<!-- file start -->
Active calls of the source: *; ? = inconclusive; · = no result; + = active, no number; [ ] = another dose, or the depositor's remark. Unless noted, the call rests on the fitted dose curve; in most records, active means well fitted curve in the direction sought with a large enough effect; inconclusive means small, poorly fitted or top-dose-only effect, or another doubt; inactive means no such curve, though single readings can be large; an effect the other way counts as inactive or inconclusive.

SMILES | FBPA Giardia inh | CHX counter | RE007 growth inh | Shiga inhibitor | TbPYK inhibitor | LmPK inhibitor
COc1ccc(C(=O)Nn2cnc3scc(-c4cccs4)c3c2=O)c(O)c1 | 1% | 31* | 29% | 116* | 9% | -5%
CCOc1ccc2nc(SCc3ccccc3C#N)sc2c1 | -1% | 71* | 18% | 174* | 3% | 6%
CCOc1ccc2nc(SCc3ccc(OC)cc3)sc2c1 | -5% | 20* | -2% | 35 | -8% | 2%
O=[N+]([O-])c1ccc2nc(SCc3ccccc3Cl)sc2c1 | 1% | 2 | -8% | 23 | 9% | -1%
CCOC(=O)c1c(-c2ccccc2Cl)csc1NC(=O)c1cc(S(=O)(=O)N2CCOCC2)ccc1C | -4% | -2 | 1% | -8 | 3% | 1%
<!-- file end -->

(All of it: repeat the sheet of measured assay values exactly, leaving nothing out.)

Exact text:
Active calls of the source: *; ? = inconclusive; · = no result; + = active, no number; [ ] = another dose, or the depositor's remark. Unless noted, the call rests on the fitted dose curve; in most records, active means well fitted curve in the direction sought with a large enough effect; inconclusive means small, poorly fitted or top-dose-only effect, or another doubt; inactive means no such curve, though single readings can be large; an effect the other way counts as inactive or inconclusive.

SMILES | FBPA Giardia inh | CHX counter | RE007 growth inh | Shiga inhibitor | TbPYK inhibitor | LmPK inhibitor
COc1ccc(C(=O)Nn2cnc3scc(-c4cccs4)c3c2=O)c(O)c1 | 1% | 31* | 29% | 116* | 9% | -5%
CCOc1ccc2nc(SCc3ccccc3C#N)sc2c1 | -1% | 71* | 18% | 174* | 3% | 6%
CCOc1ccc2nc(SCc3ccc(OC)cc3)sc2c1 | -5% | 20* | -2% | 35 | -8% | 2%
O=[N+]([O-])c1ccc2nc(SCc3ccccc3Cl)sc2c1 | 1% | 2 | -8% | 23 | 9% | -1%
CCOC(=O)c1c(-c2ccccc2Cl)csc1NC(=O)c1cc(S(=O)(=O)N2CCOCC2)ccc1C | -4% | -2 | 1% | -8 | 3% | 1%